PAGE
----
The Invincible M.A.E. (harleymae) wrote,
The Invincible M.A.E.
harleymae

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Seriya spam

Mostly about Paul, but Seriya-ness. Because really, they are one. Be warned, this says nice things about Paul and his decision to sign with the Avs.


Guest View: Far from a traitor, Kariya's a loyal guy

By Lyle Spencer, The (Riverside, Calif.) Press-Enterprise
July 11, 2003

Class clearly doesn't carry the cachet and clout it once did.

Joe DiMaggio was a legend, an icon. Joltin' Joe could do no wrong. His life was a red carpet.

Pete Sampras? Too vanilla, a bore. Who cares if he retires? Same guys, nearly identical personalities. Different times.

Paul Kariya has a lot of Sampras and DiMaggio in him. Kariya brought nothing but dignity and distinction to the Mighty Ducks of Anaheim for nine seasons. He played hurt, played through concussions, played always with great style and grace. He carried the franchise through rough times, drawing fans to cheer bad teams.

Then, without warning, the most amazing thing happens: Hockey's gods smile on Orange County, Calif., and its captain, Kariya. Jean-Sebastien Giguere emerges as a force in goal like none other. Rookie coach Mike Babcock's "greasy" hockey clicks as GM Bryan Murray makes inspired moves. The Ducks, no longer a punch line, shock the hockey world and make it to the Stanley Cup Finals.

Before Game 7 goes to the Devils in New Jersey, Anaheim delivers one of the special moments in the history of the ice game in the Sunbelt.

Kariya, coming back from a brutal hit by Scott Stevens that seemingly stripped him of his senses, drills a goal past Martin Brodeur that will not be forgotten by those who felt the Pond rock as never before.

A month later, the Disney bean counters conclude that they can't justify renewing Kariya at $10 million. They gamble he'll accept less. It is the same enlightened thinking that led the Angels, years ago, to determine they could replace Nolan Ryan, the greatest name in franchise history, with a pair of 8-7 pitchers.

So off goes free agent Kariya to Colorado, smiling all the way, for an astonishingly low fee of $1.2 million. It's a package deal. Paul tells us he wants to have fun with best buddy Teemu Selanne on a great team. Kariya is relocating to a wide-open hockey environment more suited to his skills than the defense-first style brought to the Ducks by Babcock.

Avalanche coach Tony Granato, the ex-King, embraces the Wayne Gretzky up-tempo game with the same passion as Kariya and Selanne. Showtime is back in the NHL, in the Rockies.

This is a remarkable decision based almost entirely on the opportunity, perceived by Kariya, to play the game the way it was meant to be played, and with his best pal. Yet the perception exists in Orange County that Kariya is a traitor, an ingrate for bailing on his team and fans.

Once the faithful get past the anger of rejection, they should see this more clearly, for what it really is. Kariya's decision reflects a rare and endearing loyalty to his best friend. What's wrong with that? Paul never got over the Ducks' heartless shipping of Selanne to San Jose in 2001. It had to be galling for Kariya, watching Jeff Friesen torment the Ducks in the Finals. Friesen came from the Sharks in the Selanne swap and was dealt to Jersey after flopping in Anaheim. Friesen never got comfortable as a Duck, knowing he couldn't possibly replace Selanne, on the ice or in the hearts of fans.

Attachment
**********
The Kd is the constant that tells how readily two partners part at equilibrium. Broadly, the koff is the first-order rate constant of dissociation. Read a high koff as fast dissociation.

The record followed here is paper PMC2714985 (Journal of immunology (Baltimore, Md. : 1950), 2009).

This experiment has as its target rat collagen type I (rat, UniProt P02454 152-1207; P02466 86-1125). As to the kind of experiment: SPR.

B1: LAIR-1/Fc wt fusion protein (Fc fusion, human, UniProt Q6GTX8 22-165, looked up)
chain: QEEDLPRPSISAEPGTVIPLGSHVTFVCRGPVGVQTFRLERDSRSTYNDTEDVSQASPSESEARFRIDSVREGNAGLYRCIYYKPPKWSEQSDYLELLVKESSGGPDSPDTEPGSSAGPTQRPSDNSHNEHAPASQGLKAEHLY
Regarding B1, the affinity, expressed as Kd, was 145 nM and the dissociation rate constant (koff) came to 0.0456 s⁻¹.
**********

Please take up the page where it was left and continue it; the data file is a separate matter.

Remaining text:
During the finals, I got Kariya aside after a game and asked about Teemu. I was looking for a comment that would help with a column I had in mind about how the Ducks now had the resources to reunite their two greatest names, Selanne having gained free agency in San Jose.

Kariya's response was puzzling. He said he'd heard from Teemu, then turned to his locker for a moment, looked back and excused himself. That column never made it into print.

What Kariya was thinking as he turned away into his locker, I can't say.

Perhaps I struck a nerve, causing Paul to flash momentarily on his friend and alter ego sitting at home watching. Teemu, Kariya probably was thinking, should have been there enjoying this, scoring goals on the big stage.

Next spring, they can make magic together again in Denver, centered by the great Joe Sakic.

The Ducks won't be the same without their captain. Kariya occupied the defense every moment he was on the ice. There are only a handful of players like that in the NHL. Selanne is one of them, too.

And the Ducks will struggle to make the playoffs.


First of all, this article is written by a man. Unless some parents made the cruel decision to name their daughter "Lyle".

Once the faithful get past the anger of rejection, they should see this more clearly, for what it really is. Kariya's decision reflects a rare and endearing loyalty to his best friend. What's wrong with that? Paul never got over the Ducks' heartless shipping of Selanne to San Jose in 2001.
In other words, he just wanted to be reunited with his true love.

During the finals, I got Kariya aside after a game and asked about Teemu. ... Kariya's response was puzzling. He said he'd heard from Teemu, then turned to his locker for a moment, looked back and excused himself.
*squeals* This so fits in with my Seriya fic!

Perhaps I struck a nerve, causing Paul to flash momentarily on his friend and alter ego sitting at home watching.
What does this mean? Paul exposed himself on TV because he knew Teemu was watching?

Next spring, they can make magic together again in Denver, centered by the great Joe Sakic.
*chokes and dies*

Mush signed with the Leafs. Making him probably more hated than even before and making me love that team even more. *grin*
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